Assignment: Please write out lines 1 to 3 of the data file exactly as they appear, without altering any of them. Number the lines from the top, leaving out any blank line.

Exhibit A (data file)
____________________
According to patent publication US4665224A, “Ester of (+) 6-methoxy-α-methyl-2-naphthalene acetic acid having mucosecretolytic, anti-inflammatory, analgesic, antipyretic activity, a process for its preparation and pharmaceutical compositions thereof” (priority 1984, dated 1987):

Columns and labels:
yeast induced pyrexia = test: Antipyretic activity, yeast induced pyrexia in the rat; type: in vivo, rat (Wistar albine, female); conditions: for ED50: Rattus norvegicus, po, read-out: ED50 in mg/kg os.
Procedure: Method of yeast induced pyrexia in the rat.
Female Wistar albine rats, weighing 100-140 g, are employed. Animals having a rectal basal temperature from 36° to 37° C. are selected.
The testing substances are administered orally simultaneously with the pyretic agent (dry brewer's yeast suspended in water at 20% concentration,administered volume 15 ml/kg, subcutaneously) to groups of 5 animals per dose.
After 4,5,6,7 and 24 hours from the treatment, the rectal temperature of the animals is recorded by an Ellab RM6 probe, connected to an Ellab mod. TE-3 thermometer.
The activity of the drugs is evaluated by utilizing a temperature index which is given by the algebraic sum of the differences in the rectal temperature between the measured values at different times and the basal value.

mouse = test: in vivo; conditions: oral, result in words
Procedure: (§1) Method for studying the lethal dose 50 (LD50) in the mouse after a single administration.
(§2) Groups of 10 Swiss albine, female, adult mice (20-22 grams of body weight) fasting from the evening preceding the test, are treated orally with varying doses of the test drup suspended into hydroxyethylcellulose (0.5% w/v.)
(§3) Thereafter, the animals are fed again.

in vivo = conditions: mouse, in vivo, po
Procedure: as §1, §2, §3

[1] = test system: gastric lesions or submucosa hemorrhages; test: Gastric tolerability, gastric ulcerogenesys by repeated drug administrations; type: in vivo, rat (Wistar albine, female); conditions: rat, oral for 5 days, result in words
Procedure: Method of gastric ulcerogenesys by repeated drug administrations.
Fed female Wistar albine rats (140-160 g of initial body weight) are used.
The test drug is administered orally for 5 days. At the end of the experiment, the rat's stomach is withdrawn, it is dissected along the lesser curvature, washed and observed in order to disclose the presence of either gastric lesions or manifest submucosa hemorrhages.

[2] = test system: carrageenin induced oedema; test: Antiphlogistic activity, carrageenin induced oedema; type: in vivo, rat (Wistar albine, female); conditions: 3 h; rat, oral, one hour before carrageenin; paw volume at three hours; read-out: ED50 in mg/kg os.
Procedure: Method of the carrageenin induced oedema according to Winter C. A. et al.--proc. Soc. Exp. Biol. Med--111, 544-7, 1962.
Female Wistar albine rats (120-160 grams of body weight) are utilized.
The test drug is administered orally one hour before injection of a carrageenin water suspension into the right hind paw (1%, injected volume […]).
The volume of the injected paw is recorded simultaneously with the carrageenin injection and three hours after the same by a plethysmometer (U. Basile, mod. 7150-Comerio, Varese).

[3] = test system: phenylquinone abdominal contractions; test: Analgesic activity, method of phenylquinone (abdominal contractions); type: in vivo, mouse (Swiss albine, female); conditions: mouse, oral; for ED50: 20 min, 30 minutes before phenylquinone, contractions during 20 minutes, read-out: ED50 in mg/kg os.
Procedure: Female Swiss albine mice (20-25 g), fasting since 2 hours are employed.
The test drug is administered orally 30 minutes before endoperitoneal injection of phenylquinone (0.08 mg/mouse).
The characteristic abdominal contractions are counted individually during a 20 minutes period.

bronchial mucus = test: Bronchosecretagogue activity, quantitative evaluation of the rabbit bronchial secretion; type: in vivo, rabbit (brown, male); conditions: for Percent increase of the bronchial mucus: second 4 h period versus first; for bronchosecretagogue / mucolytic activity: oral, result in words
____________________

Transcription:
According to patent publication US4665224A, “Ester of (+) 6-methoxy-α-methyl-2-naphthalene acetic acid having mucosecretolytic, anti-inflammatory, analgesic, antipyretic activity, a process for its preparation and pharmaceutical compositions thereof” (priority 1984, dated 1987):

Columns and labels:
yeast induced pyrexia = test: Antipyretic activity, yeast induced pyrexia in the rat; type: in vivo, rat (Wistar albine, female); conditions: for ED50: Rattus norvegicus, po, read-out: ED50 in mg/kg os.